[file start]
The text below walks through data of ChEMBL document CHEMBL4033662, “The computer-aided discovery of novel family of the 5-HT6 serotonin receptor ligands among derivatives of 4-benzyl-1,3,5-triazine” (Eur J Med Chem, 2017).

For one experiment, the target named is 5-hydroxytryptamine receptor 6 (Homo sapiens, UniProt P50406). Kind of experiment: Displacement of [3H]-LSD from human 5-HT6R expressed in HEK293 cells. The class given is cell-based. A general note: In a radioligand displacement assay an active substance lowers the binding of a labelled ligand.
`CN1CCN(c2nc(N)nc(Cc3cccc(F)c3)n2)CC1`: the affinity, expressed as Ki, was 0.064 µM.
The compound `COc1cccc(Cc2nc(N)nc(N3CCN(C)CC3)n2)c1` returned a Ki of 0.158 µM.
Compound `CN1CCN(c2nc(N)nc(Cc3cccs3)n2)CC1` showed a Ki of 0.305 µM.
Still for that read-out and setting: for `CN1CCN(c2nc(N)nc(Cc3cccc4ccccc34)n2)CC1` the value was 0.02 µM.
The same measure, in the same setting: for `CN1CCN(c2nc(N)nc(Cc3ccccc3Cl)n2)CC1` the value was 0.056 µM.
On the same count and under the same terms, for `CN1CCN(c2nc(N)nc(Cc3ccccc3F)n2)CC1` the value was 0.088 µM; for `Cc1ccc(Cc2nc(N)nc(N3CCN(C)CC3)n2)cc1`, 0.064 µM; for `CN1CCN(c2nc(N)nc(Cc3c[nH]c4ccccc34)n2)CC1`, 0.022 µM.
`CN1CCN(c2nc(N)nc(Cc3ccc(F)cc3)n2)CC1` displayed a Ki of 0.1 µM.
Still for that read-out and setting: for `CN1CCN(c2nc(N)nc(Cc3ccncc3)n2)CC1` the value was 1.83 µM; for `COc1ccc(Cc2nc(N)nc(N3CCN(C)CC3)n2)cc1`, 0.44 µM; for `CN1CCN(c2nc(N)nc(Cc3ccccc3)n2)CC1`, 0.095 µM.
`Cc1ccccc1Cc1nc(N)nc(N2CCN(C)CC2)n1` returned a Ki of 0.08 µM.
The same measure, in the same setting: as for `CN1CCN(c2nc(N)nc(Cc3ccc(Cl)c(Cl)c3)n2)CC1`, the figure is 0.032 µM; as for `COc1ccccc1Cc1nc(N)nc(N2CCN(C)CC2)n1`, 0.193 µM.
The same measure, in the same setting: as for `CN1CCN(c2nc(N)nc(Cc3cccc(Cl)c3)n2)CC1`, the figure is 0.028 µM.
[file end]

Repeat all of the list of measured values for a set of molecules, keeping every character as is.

The text below walks through data of ChEMBL document CHEMBL4033662, “The computer-aided discovery of novel family of the 5-HT6 serotonin receptor ligands among derivatives of 4-benzyl-1,3,5-triazine” (Eur J Med Chem, 2017).

For one experiment, the target named is 5-hydroxytryptamine receptor 6 (Homo sapiens, UniProt P50406). Kind of experiment: Displacement of [3H]-LSD from human 5-HT6R expressed in HEK293 cells. The class given is cell-based. A general note: In a radioligand displacement assay an active substance lowers the binding of a labelled ligand.
`CN1CCN(c2nc(N)nc(Cc3cccc(F)c3)n2)CC1`: the affinity, expressed as Ki, was 0.064 µM.
The compound `COc1cccc(Cc2nc(N)nc(N3CCN(C)CC3)n2)c1` returned a Ki of 0.158 µM.
Compound `CN1CCN(c2nc(N)nc(Cc3cccs3)n2)CC1` showed a Ki of 0.305 µM.
Still for that read-out and setting: for `CN1CCN(c2nc(N)nc(Cc3cccc4ccccc34)n2)CC1` the value was 0.02 µM.
The same measure, in the same setting: for `CN1CCN(c2nc(N)nc(Cc3ccccc3Cl)n2)CC1` the value was 0.056 µM.
On the same count and under the same terms, for `CN1CCN(c2nc(N)nc(Cc3ccccc3F)n2)CC1` the value was 0.088 µM; for `Cc1ccc(Cc2nc(N)nc(N3CCN(C)CC3)n2)cc1`, 0.064 µM; for `CN1CCN(c2nc(N)nc(Cc3c[nH]c4ccccc34)n2)CC1`, 0.022 µM.
`CN1CCN(c2nc(N)nc(Cc3ccc(F)cc3)n2)CC1` displayed a Ki of 0.1 µM.
Still for that read-out and setting: for `CN1CCN(c2nc(N)nc(Cc3ccncc3)n2)CC1` the value was 1.83 µM; for `COc1ccc(Cc2nc(N)nc(N3CCN(C)CC3)n2)cc1`, 0.44 µM; for `CN1CCN(c2nc(N)nc(Cc3ccccc3)n2)CC1`, 0.095 µM.
`Cc1ccccc1Cc1nc(N)nc(N2CCN(C)CC2)n1` returned a Ki of 0.08 µM.
The same measure, in the same setting: as for `CN1CCN(c2nc(N)nc(Cc3ccc(Cl)c(Cl)c3)n2)CC1`, the figure is 0.032 µM; as for `COc1ccccc1Cc1nc(N)nc(N2CCN(C)CC2)n1`, 0.193 µM.
The same measure, in the same setting: as for `CN1CCN(c2nc(N)nc(Cc3cccc(Cl)c3)n2)CC1`, the figure is 0.028 µM.